Earlier this year, offshore tournament anglers using a Garmin fish finder held a solid bottom reading en route to Bermuda: 17,624 feet. Yes, a transducer was able to get and maintain a reading from three miles below the surface. (Read the full story here on Ben Ellison’s Panbo blog.) This was made possible thanks to the CHIRP transducer technology from Airmar. Here’s how it is changing the game.
Traditional marine fish finders operate by transmitting two fixed frequencies: 200 kHz, a short high-energy wave for shallow water; and 50 kHz, a long low-energy wave for deep water. The traditional transducer houses one broadband ceramic to produce these fixed frequencies, which are shorter in duration with a narrower band.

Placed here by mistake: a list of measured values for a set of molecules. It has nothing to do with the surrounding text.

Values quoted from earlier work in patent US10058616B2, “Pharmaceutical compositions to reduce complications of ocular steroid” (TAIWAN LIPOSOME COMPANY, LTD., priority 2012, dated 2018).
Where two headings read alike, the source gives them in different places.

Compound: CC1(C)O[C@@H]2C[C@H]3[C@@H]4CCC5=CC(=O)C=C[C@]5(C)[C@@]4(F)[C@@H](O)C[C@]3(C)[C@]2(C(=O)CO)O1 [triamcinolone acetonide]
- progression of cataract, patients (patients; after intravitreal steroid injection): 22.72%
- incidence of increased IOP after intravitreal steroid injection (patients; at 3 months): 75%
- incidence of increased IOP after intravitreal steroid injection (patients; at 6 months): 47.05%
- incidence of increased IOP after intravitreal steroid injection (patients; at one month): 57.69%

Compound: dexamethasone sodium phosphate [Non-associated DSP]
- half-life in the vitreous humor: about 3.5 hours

Airmar brought CHIRP to market last year, importing military technology, which was being used as far back as World War II, into the recreational marine market. Airmar worked with companies such as Navico (Simrad and Lowrance), Raymarine and Garmin to develop black-box sonar units to work with their fish finders.